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Author Topic: regression  (Read 5867 times)
tillie
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« Reply #20 on: May 15, 2007, 11:00:51 AM »

Bill Owens who is a commercial Georgia organic beekeeper keeps all of his hive on natural cells:

http://www.owensapiaries.net/

As for the inexperience and problems in the hive, that's what I use this forum for - whenever I have a problem, I post it here first because I deeply value the voice of experience, so without using "chemicals' in my hives, I can find out how to handle best whatever comes up.

Linda T in Atlanta
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kathyp
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« Reply #21 on: May 15, 2007, 11:30:30 AM »

ok guys, i'm not an advocate for chemicals.  i hope i am an advocate for common sense.  if you have a problem, treat it.  if what you are doing works, use it.  before you knock "chemicals" define them.  not all chemicals are created equal.

i have been through this all natural thing with everything from childbirth, to horses.  it always becomes a religion.  i remember women crying when they had to have a c section because they failed at the natural childbirth.  that's nuts.  i have seen horses ruined for life because the owner thought it was cool to not shoe and ride up on these rocky mountains. 

obviously it's best for a child to be born without mom being doped up, or cut open.  sometimes that just doesn't work.  it's nice not to shoe your horse.  i have owned two that never had shoes.  now i own two that can't go in these mountains without.

don't get so stuck on "natural" that common sense goes out the window.  don't get so stuck on it that you discourage people from doing research on what is effective and least harmful, so that when they need to use something they are informed about the decisions they make.

hope that clears up my point  smiley
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.....The greatest changes occur in their country without their cooperation. They are not even aware of precisely what has taken place. They suspect it; they have heard of the event by chance. More than that, they are unconcerned with the fortunes of their village, the safety of their streets, the fate of their church and its vestry. They think that such things have nothing to do with them, that they belong to a powerful stranger called “the government.” They enjoy these goods as tenants, without a sense of ownership, and never give a thought to how they might be improved.....

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Jerrymac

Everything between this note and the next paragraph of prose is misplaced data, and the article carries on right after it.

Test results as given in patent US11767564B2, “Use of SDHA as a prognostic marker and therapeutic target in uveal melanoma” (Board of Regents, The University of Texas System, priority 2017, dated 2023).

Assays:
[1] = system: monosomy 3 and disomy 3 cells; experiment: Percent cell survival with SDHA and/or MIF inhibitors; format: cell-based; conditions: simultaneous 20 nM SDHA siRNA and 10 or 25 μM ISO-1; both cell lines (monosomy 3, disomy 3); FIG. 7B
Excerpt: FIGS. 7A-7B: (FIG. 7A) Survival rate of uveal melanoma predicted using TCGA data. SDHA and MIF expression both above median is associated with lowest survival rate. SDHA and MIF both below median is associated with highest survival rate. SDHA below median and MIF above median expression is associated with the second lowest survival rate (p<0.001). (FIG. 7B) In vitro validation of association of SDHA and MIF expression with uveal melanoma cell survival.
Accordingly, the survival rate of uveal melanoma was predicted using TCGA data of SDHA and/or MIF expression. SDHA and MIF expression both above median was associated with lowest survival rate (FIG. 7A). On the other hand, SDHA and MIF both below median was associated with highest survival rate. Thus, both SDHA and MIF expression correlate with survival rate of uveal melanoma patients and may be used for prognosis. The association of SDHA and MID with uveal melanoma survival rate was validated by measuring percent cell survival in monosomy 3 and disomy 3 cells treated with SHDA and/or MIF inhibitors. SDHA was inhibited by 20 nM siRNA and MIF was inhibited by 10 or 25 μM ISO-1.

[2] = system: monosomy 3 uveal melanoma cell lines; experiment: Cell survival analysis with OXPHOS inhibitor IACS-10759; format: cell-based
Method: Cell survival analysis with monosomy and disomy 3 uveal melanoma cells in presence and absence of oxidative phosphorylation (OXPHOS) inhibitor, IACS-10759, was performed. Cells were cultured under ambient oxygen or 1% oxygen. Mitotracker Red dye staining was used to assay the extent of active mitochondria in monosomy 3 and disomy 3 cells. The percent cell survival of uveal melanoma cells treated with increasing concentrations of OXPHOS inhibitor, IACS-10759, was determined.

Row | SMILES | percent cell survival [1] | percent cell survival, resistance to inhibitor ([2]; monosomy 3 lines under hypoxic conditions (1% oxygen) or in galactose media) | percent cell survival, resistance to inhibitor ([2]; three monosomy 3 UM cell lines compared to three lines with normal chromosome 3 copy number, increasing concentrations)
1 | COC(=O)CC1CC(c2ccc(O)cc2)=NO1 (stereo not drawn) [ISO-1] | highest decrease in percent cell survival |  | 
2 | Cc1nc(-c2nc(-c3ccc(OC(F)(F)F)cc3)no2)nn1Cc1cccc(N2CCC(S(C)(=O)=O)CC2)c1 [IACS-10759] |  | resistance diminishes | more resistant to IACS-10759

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« Reply #22 on: May 15, 2007, 12:07:18 PM »

Wonder how the wild horses manage with out man?
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« Reply #23 on: May 15, 2007, 12:29:13 PM »

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Wonder how the wild horses manage with out man?

they die at a much younger age and when they go lame, something eats them  smiley
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.....The greatest changes occur in their country without their cooperation. They are not even aware of precisely what has taken place. They suspect it; they have heard of the event by chance. More than that, they are unconcerned with the fortunes of their village, the safety of their streets, the fate of their church and its vestry. They think that such things have nothing to do with them, that they belong to a powerful stranger called “the government.” They enjoy these goods as tenants, without a sense of ownership, and never give a thought to how they might be improved.....

 Alexis de Tocqueville
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« Reply #24 on: May 15, 2007, 12:45:11 PM »


but how tha hell did varoa come here, i mean, why didn't it come before?
i know this is a wild guess but i'd say the story goes something like this:

all bees had varoa-at first, later, only the nowadays most mite resistant bee couldn't get rid of them, the rest of the bee population cleaned it self of all mites, but now that we've started managin bees, we've crated little dents in bees defence system, and varoa population boomed right back!

i may be very wrong, but to this day, i have not seen a scientifical statement on why varoa wasn't present before.
anyone have any better idea?
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reinbeau
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« Reply #25 on: May 15, 2007, 05:50:48 PM »

Kathy, please give me some credit.  I have no illusions about natural vs. chemical or what different substances are composed of.  I am an organic gardener, I eat organic food (and pay for it, willingly), and I prefer to keep my bees as organically as possible.  I'm also a realist, and (in case you hadn't noticed) an intelligent, independent conservative thinker.  I can read, and have done so.  So please don't feel the need to educate me.

I just don't like Finsky's snide remarks.  They aren't supportive of the efforts being made here.  As to research, do you not believe Michael Bush?  Kirko?  Dee Lusby? Are they lying?  I don't believe they are.  And I have serious credibility problems with 'research' currently being done on many subjects, bees are only one of them.  I've been to Don's in Lula and have seen the wonderful work he's doing down there on small cell.  He uses essential oils with great success, so do other beeks I've met.  If you want to use miticides, medications and all that then go ahead, no one is going to criticize you for it, it's the way most beeks manage their hives.  There isn't much money to be made in that type of management.....I wonder if that could be a problem for some?  rolleyes  The thought of people succeeding without chemical help seems to send some into a tizzy.  I'm not saying you, I'm talking in general.